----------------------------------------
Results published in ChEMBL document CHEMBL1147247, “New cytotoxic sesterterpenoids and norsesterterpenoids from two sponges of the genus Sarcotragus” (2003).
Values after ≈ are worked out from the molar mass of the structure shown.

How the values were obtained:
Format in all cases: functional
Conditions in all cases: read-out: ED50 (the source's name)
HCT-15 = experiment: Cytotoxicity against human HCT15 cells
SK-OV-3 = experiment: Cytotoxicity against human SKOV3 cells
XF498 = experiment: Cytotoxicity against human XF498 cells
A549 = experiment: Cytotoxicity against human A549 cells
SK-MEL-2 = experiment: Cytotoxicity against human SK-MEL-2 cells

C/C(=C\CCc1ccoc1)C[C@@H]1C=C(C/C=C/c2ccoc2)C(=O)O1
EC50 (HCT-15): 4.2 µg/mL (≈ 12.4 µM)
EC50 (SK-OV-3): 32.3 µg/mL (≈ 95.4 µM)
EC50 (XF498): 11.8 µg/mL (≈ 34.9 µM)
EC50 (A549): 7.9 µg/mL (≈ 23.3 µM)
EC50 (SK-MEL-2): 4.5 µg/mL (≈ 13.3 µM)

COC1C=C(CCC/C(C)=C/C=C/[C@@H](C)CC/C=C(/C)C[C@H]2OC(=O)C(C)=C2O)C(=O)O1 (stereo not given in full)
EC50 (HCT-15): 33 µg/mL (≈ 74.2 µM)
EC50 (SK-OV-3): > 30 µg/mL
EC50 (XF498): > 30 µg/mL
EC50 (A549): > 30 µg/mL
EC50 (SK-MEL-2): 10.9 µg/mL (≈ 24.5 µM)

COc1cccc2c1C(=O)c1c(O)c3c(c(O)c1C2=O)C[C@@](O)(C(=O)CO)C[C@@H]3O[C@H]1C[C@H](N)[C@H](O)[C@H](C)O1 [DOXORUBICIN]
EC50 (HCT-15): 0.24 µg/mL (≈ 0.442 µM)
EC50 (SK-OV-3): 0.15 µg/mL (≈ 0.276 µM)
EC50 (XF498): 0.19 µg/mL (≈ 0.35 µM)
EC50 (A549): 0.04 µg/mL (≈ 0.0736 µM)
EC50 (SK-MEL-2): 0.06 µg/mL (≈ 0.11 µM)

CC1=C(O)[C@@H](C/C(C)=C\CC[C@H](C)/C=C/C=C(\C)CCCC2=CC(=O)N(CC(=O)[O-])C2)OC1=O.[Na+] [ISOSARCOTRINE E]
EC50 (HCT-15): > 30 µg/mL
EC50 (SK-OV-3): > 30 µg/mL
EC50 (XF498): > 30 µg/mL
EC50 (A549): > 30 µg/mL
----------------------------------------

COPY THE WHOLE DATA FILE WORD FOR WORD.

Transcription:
Results published in ChEMBL document CHEMBL1147247, “New cytotoxic sesterterpenoids and norsesterterpenoids from two sponges of the genus Sarcotragus” (2003).
Values after ≈ are worked out from the molar mass of the structure shown.

How the values were obtained:
Format in all cases: functional
Conditions in all cases: read-out: ED50 (the source's name)
HCT-15 = experiment: Cytotoxicity against human HCT15 cells
SK-OV-3 = experiment: Cytotoxicity against human SKOV3 cells
XF498 = experiment: Cytotoxicity against human XF498 cells
A549 = experiment: Cytotoxicity against human A549 cells
SK-MEL-2 = experiment: Cytotoxicity against human SK-MEL-2 cells

C/C(=C\CCc1ccoc1)C[C@@H]1C=C(C/C=C/c2ccoc2)C(=O)O1
EC50 (HCT-15): 4.2 µg/mL (≈ 12.4 µM)
EC50 (SK-OV-3): 32.3 µg/mL (≈ 95.4 µM)
EC50 (XF498): 11.8 µg/mL (≈ 34.9 µM)
EC50 (A549): 7.9 µg/mL (≈ 23.3 µM)
EC50 (SK-MEL-2): 4.5 µg/mL (≈ 13.3 µM)

COC1C=C(CCC/C(C)=C/C=C/[C@@H](C)CC/C=C(/C)C[C@H]2OC(=O)C(C)=C2O)C(=O)O1 (stereo not given in full)
EC50 (HCT-15): 33 µg/mL (≈ 74.2 µM)
EC50 (SK-OV-3): > 30 µg/mL
EC50 (XF498): > 30 µg/mL
EC50 (A549): > 30 µg/mL
EC50 (SK-MEL-2): 10.9 µg/mL (≈ 24.5 µM)

COc1cccc2c1C(=O)c1c(O)c3c(c(O)c1C2=O)C[C@@](O)(C(=O)CO)C[C@@H]3O[C@H]1C[C@H](N)[C@H](O)[C@H](C)O1 [DOXORUBICIN]
EC50 (HCT-15): 0.24 µg/mL (≈ 0.442 µM)
EC50 (SK-OV-3): 0.15 µg/mL (≈ 0.276 µM)
EC50 (XF498): 0.19 µg/mL (≈ 0.35 µM)
EC50 (A549): 0.04 µg/mL (≈ 0.0736 µM)
EC50 (SK-MEL-2): 0.06 µg/mL (≈ 0.11 µM)

CC1=C(O)[C@@H](C/C(C)=C\CC[C@H](C)/C=C/C=C(\C)CCCC2=CC(=O)N(CC(=O)[O-])C2)OC1=O.[Na+] [ISOSARCOTRINE E]
EC50 (HCT-15): > 30 µg/mL
EC50 (SK-OV-3): > 30 µg/mL
EC50 (XF498): > 30 µg/mL
EC50 (A549): > 30 µg/mL